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Tuesday, November 27, 2007

Nov 20, 2007
Myanmar says no, so Gambari briefing for Asean called off
By Carolyn Hong & Cheong Suk Wai
ASEAN leaders last night called off abruptly a planned summit briefing by United Nations special envoy Ibrahim Gambari after Myanmar objected to it.
Prime Minister Lee Hsien Loong, in Singapore's capacity as Asean chair, disclosed the cancellation at a late night press conference, after a long working dinner with his Asean counterparts.

The session, where the Myanmar situation was discussed, dragged on beyond 11.30pm.

Flanked by eight other Asean leaders, with the noticeable absence of Myanmar Prime Minister Thein Sein, Mr Lee said Myanmar has made clear that it prefers to deal directly with the UN, and Asean leaders respect its wishes.

PM Thein, said Mr Lee, had told Asean leaders that Professor Gambari 'should report only to UN Security Council and not to Asean or the East Asia Summit. Myanmar had every confidence in managing Prof Gambari's mission and the good offices of the UN'.

'In view of Myanmar's position, Prof Gambari will not brief Asean or the EA Summit leaders,' Mr Lee said.
He added that Singapore, as Asean chair, will facilitate Prof Gambari's meetings with interested parties. The UN envoy is en route to Singapore from New York.

'The Asean leaders agree that Asean will respect Myanmar's wishes and make way for Myanmar to deal directly with the UN and the international community on its own.

'Asean stands ready to play a role whenever Myanmar wants it to do so,' said Mr Lee.

The cancellation of the briefing came after a day of wrangling that came to light early when Indonesian Foreign Minister Hassan Wirayuda told reporters the briefing should be limited to Asean leaders.

Singapore had invited Prof Gambari to meet Asean leaders and their counterparts from China, India, South Korea, Japan, Australia and New Zealand at the East Asia Summit tomorrow.

He was to brief them on his two missions to Myanmar since the junta's crackdown on pro-democracy protesters.

Later in the day, it became evident that a number of other countries, including Malaysia and Thailand, also did not agree to the briefing being open to non-Asean partners. However, both countries had left it to Singapore, as chairman, to decide.

This issue dragged on throughout the day, as more news leaked out about the wrangling taking place behind the scenes, right up to the working dinner meeting at the Shangri-La Hotel's Waterfall Terrace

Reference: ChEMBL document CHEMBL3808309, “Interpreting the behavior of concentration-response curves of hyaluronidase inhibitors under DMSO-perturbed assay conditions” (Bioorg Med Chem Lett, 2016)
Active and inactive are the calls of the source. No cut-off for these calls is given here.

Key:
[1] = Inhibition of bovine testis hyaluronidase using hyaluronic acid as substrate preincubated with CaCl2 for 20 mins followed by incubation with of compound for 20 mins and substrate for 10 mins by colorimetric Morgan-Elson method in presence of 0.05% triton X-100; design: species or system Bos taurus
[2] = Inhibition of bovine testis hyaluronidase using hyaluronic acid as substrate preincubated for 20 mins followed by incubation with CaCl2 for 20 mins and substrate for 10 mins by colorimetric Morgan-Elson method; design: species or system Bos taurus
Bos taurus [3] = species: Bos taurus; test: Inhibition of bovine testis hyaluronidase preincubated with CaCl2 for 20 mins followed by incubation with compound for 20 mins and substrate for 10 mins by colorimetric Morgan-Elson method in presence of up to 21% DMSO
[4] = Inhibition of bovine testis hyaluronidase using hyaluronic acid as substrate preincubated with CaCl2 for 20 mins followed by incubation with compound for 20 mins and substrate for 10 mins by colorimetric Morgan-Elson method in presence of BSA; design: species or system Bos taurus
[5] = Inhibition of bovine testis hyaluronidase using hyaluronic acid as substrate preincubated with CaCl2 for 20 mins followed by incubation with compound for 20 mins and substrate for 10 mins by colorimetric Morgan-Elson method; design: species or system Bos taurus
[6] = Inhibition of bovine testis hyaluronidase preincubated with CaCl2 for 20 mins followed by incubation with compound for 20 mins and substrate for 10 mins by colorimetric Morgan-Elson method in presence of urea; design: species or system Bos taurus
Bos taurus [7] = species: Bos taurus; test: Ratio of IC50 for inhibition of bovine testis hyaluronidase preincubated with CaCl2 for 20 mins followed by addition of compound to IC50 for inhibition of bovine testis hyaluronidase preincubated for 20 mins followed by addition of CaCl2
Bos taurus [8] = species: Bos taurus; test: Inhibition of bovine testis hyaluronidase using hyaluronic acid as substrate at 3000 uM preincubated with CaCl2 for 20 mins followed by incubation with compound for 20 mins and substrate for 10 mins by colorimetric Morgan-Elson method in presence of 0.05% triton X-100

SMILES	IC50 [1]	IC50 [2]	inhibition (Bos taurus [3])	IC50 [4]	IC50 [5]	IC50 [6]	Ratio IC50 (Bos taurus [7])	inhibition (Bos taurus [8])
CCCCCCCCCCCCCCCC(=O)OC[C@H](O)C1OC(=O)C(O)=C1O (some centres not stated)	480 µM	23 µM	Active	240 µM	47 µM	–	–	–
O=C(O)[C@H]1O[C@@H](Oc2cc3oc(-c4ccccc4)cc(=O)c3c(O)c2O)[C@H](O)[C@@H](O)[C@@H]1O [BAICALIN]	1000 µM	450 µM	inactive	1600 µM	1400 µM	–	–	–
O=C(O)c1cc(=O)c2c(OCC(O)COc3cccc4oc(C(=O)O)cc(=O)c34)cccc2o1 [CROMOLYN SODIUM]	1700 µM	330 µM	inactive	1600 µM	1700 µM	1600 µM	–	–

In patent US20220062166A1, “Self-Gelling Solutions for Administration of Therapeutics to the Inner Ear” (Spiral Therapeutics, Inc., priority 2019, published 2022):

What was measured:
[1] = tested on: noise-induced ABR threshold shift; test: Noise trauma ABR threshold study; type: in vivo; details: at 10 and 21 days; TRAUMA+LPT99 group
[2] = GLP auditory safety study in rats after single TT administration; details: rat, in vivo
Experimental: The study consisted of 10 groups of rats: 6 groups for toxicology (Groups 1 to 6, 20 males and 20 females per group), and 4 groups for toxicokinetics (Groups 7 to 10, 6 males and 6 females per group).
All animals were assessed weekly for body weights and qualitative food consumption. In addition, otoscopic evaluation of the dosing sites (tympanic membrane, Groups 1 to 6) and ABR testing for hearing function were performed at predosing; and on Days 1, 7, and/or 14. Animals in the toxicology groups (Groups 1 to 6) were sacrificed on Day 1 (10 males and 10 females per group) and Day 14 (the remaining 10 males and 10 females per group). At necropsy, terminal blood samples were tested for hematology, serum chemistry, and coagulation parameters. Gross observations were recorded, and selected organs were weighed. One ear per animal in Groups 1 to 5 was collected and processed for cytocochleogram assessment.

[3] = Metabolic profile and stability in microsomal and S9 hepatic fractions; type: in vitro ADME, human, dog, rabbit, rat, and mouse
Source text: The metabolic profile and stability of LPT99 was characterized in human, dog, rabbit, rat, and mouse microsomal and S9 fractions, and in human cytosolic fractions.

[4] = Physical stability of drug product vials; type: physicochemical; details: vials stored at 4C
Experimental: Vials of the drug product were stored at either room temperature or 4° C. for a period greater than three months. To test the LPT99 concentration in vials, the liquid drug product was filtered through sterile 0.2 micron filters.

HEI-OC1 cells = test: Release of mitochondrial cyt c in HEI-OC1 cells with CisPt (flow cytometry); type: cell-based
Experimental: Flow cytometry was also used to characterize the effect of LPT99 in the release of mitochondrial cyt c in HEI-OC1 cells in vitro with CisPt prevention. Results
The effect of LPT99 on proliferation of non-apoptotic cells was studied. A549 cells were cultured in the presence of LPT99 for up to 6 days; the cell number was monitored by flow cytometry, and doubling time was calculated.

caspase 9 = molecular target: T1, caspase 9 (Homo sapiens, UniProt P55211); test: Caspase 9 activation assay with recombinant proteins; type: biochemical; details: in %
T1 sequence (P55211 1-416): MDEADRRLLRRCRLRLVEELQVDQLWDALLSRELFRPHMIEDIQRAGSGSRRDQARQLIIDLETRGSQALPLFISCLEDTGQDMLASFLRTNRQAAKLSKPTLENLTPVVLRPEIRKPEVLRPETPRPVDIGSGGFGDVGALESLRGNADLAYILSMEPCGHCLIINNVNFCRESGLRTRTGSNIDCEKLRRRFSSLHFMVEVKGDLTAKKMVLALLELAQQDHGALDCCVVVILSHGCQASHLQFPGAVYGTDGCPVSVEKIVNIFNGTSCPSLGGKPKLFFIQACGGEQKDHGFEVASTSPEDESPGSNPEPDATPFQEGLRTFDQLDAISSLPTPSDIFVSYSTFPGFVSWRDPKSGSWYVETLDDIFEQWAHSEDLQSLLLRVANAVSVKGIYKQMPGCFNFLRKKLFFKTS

Amidst this, a bright spark came in the form of the formal presentation of the Asean Charter to the foreign ministers of the group yesterday morning. The ministers accepted and endorsed the document without amendment.

The journey to transform Asean into a more streamlined, rules-based organisation began nearly two years ago, when an Eminent Persons' Group was appointed to outline a vision.

Their vision was later crafted by officials into the Charter that will be signed by Asean's heads of government today.

Myanmar Foreign Minister Nyan Win yesterday confirmed his country will sign the charter, even though it contains a provision to set up a human rights body.

'We agree with the Charter... We will sign, sure,' he told reporters.

But the Philippines warned yesterday it was unlikely to ratify the Charter unless Myanmar restores democracy and frees opposition leader Aung San Suu Kyi.

Myanmar's presence at the summit sparked small anti-junta protests yesterday when nine students in red shirts walked up Orchard Road in small groups of three to skirt protest laws.

'We wanted to do something in some small way to show the world hasn't forgotten,' said 22-year-old British National University of Singapore student Pia Muzaffar.

The students were turned back when they approached the summit venue, and dispersed peacefully.

Responding to reporters' questions last night, Mr Lee pointed out that while the Myanmar issue is dominating the headlines, he considers the Asean Charter and the Asean economic community to be launched today to be critical 'strategic moves which are going to have long term implications on Asean'.

'These are moves which will set the direction for all Asean countries to move forward to a more cohesive and systematic and rule-based organisation,' he added.

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